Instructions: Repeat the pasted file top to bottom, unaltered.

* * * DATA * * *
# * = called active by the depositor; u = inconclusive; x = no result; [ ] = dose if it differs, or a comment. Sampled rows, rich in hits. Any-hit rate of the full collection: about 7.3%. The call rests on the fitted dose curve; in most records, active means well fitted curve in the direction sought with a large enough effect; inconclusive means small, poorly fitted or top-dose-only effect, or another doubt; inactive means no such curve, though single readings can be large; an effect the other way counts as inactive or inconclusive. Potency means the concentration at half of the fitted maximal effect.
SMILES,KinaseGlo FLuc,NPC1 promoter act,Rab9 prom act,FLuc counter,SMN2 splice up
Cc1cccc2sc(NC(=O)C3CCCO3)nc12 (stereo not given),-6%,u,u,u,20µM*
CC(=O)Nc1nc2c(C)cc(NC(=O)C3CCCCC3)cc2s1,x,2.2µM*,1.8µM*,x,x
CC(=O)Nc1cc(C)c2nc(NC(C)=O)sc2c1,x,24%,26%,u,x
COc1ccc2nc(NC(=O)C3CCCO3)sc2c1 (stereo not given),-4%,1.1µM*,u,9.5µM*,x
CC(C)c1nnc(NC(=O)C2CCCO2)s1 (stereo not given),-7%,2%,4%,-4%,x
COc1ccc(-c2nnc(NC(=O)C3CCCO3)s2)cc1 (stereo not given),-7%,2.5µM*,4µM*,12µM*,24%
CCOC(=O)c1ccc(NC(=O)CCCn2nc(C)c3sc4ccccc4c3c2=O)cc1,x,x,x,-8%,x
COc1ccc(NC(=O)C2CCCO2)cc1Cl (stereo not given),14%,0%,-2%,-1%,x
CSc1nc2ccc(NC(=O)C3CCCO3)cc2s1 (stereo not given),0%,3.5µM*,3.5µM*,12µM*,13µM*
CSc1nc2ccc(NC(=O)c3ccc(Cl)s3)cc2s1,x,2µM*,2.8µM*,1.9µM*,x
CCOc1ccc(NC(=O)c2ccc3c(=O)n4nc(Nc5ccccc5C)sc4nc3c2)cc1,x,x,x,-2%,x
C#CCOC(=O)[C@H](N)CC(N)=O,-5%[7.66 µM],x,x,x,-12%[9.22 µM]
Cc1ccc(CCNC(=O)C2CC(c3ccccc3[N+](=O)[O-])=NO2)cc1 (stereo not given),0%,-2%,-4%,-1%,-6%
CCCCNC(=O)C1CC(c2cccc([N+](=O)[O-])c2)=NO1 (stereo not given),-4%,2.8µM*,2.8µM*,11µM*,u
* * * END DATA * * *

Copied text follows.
# * = called active by the depositor; u = inconclusive; x = no result; [ ] = dose if it differs, or a comment. Sampled rows, rich in hits. Any-hit rate of the full collection: about 7.3%. The call rests on the fitted dose curve; in most records, active means well fitted curve in the direction sought with a large enough effect; inconclusive means small, poorly fitted or top-dose-only effect, or another doubt; inactive means no such curve, though single readings can be large; an effect the other way counts as inactive or inconclusive. Potency means the concentration at half of the fitted maximal effect.
SMILES,KinaseGlo FLuc,NPC1 promoter act,Rab9 prom act,FLuc counter,SMN2 splice up
Cc1cccc2sc(NC(=O)C3CCCO3)nc12 (stereo not given),-6%,u,u,u,20µM*
CC(=O)Nc1nc2c(C)cc(NC(=O)C3CCCCC3)cc2s1,x,2.2µM*,1.8µM*,x,x
CC(=O)Nc1cc(C)c2nc(NC(C)=O)sc2c1,x,24%,26%,u,x
COc1ccc2nc(NC(=O)C3CCCO3)sc2c1 (stereo not given),-4%,1.1µM*,u,9.5µM*,x
CC(C)c1nnc(NC(=O)C2CCCO2)s1 (stereo not given),-7%,2%,4%,-4%,x
COc1ccc(-c2nnc(NC(=O)C3CCCO3)s2)cc1 (stereo not given),-7%,2.5µM*,4µM*,12µM*,24%
CCOC(=O)c1ccc(NC(=O)CCCn2nc(C)c3sc4ccccc4c3c2=O)cc1,x,x,x,-8%,x
COc1ccc(NC(=O)C2CCCO2)cc1Cl (stereo not given),14%,0%,-2%,-1%,x
CSc1nc2ccc(NC(=O)C3CCCO3)cc2s1 (stereo not given),0%,3.5µM*,3.5µM*,12µM*,13µM*
CSc1nc2ccc(NC(=O)c3ccc(Cl)s3)cc2s1,x,2µM*,2.8µM*,1.9µM*,x
CCOc1ccc(NC(=O)c2ccc3c(=O)n4nc(Nc5ccccc5C)sc4nc3c2)cc1,x,x,x,-2%,x
C#CCOC(=O)[C@H](N)CC(N)=O,-5%[7.66 µM],x,x,x,-12%[9.22 µM]
Cc1ccc(CCNC(=O)C2CC(c3ccccc3[N+](=O)[O-])=NO2)cc1 (stereo not given),0%,-2%,-4%,-1%,-6%
CCCCNC(=O)C1CC(c2cccc([N+](=O)[O-])c2)=NO1 (stereo not given),-4%,2.8µM*,2.8µM*,11µM*,u